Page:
Christian, what is your goal in all of life? For years, I was told, "heaven." Once we get to heaven, we "finish the race," right? We strive with God, and we seek to perfect the soul, but once we die, the Christian has "made it," right? Newbigin challenges some of these sacred pieces of evangelical thought by suggesting that this way of thinking about the Christian life is really borrowed from Greek as well as Enlightenment ideals, but perhaps is not very Biblical. Really?
And so, inevitably, alongside the doctrine of progress (an Enlightenment ideal) there comes back the ancient pre-Christian idea of the immortality of the soul (a Greek ideal). The individual person finds the true end of his living and striving not in the perfect society, which only the remote posterity will see, but in an afterlife in another world, which has no relation to this. The two histories- my personal history and the history of the world- go their separate ways to different ends. My personal future and the future of the world have no essential relationship to each other. Human life is no longer a unity; it falls apart into two divisions: the private and the public, the spiritual and the political. We are back again at the dichotomy with which we have become so familiar in looking at our post-Enlightenment culture.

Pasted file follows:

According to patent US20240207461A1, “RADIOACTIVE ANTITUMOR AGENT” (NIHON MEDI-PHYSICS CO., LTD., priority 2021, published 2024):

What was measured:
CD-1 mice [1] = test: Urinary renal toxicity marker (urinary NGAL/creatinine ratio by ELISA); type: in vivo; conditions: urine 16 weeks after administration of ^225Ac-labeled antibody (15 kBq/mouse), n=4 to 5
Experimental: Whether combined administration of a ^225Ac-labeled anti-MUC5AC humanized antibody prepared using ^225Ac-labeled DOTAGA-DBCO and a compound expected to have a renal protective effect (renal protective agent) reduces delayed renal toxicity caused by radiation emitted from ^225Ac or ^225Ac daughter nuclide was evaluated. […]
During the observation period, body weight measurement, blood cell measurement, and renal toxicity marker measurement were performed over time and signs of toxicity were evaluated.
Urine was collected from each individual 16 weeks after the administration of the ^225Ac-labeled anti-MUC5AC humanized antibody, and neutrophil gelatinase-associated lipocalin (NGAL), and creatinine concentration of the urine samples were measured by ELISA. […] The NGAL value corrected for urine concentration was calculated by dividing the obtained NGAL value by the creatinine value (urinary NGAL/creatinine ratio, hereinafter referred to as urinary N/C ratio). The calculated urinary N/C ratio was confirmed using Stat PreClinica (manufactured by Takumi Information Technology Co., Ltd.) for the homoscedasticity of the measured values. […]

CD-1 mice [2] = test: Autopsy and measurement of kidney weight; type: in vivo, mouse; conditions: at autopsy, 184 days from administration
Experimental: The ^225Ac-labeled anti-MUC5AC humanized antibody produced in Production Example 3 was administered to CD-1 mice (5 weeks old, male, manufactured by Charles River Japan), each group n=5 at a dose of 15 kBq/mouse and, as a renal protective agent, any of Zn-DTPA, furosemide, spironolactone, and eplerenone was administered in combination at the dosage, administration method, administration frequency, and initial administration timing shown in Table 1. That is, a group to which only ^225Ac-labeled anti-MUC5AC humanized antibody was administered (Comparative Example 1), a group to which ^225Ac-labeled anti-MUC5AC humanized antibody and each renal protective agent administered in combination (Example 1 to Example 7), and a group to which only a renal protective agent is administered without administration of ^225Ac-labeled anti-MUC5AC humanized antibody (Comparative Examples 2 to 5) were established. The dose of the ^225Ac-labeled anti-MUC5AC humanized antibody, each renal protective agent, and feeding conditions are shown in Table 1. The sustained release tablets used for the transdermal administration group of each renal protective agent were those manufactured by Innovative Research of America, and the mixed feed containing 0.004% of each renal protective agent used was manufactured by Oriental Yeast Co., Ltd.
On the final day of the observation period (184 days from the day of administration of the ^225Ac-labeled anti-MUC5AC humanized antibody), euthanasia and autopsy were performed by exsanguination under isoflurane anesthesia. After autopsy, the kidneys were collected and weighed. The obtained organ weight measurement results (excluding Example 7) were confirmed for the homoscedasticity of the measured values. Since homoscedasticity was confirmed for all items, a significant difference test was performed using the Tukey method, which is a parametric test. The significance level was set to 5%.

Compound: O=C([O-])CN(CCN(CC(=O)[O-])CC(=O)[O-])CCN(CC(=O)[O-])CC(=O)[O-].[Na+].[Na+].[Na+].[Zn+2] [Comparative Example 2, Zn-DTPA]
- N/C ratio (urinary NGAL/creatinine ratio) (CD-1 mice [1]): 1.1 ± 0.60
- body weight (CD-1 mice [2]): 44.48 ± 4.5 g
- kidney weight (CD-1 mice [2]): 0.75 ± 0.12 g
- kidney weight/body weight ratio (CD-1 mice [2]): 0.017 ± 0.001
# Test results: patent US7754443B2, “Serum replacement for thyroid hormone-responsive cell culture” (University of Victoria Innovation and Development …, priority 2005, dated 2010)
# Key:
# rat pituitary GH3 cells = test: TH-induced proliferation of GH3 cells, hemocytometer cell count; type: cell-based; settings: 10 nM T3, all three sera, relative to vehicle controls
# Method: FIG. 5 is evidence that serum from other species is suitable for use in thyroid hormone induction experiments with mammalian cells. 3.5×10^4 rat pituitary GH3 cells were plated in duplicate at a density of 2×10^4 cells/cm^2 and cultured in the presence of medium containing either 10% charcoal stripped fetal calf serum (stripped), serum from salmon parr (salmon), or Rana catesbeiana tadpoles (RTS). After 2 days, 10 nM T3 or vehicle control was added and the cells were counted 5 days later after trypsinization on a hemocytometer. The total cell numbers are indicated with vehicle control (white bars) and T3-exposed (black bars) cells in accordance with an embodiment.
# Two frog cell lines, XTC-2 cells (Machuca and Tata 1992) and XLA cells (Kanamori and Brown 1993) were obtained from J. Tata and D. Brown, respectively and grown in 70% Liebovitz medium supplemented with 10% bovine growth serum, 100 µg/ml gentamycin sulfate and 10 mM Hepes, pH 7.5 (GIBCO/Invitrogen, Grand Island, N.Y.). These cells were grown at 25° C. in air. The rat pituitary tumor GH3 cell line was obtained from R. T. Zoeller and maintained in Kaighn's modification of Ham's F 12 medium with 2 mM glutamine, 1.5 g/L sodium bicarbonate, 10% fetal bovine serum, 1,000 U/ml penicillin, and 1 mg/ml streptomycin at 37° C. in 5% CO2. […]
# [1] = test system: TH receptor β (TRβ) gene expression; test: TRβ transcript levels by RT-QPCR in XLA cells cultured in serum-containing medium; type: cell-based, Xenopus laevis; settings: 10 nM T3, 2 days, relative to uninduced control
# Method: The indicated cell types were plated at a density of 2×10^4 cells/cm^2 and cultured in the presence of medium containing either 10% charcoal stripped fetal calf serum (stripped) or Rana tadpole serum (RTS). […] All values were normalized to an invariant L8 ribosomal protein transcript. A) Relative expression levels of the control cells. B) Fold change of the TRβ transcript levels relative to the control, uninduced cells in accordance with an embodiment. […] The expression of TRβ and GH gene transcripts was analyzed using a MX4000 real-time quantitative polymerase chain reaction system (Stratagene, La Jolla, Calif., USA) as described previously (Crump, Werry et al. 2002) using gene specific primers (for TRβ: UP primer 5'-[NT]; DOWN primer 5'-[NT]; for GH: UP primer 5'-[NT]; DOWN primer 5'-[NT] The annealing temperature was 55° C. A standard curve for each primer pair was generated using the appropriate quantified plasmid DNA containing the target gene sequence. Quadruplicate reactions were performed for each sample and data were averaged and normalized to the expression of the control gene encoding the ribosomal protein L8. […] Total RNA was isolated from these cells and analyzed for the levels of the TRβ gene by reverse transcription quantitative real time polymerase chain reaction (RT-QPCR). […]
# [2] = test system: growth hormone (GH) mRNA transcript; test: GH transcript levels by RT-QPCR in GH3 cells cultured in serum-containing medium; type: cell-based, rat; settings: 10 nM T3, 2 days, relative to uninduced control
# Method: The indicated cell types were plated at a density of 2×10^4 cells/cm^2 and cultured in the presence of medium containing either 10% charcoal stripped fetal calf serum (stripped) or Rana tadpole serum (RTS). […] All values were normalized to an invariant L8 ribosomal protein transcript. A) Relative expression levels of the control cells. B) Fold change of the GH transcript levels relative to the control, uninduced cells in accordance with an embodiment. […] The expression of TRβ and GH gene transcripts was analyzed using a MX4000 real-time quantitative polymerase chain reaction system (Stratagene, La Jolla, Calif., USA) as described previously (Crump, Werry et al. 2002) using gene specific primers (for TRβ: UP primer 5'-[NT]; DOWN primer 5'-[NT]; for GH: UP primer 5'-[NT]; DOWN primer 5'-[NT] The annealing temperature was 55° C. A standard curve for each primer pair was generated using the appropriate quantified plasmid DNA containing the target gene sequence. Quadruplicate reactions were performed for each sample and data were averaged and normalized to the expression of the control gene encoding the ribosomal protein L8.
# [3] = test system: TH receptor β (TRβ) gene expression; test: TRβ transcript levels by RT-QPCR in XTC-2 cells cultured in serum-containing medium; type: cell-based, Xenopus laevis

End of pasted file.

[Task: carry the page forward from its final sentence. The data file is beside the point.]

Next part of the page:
Yet the human person is a unity. I am the same person in my most private prayers and my most public acts. Whence comes the splitting apart of what we experience as a unity? It comes, of course, from the fact of death, the fact that at a point that is as unknown as it is certain I who pray and work must leave behind all my work, cut all those bonds that have from my birth bound me in one bundle of mutual responsibility with family, society, and world, and face alone the last horizon. This creates the split, tempting me to turn my back on the outward world of shared responsibilities and to find meaning exclusively in the pilgrimage of my own soul.
Foolishness to the Greeks, p. 136